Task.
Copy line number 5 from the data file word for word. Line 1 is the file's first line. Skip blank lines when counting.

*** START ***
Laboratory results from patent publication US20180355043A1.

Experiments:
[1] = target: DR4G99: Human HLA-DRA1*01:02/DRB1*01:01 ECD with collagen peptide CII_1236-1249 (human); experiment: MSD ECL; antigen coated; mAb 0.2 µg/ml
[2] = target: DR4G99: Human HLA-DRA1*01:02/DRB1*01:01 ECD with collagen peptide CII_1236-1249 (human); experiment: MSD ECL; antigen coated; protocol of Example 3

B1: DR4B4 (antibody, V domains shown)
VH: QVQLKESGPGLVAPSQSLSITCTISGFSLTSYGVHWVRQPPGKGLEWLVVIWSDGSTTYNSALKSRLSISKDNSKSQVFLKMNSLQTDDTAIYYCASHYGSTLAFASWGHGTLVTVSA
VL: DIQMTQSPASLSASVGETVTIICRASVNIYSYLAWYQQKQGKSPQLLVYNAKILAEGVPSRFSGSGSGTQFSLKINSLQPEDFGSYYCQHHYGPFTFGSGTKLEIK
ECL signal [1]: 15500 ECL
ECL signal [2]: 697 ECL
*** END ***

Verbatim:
B1: DR4B4 (antibody, V domains shown)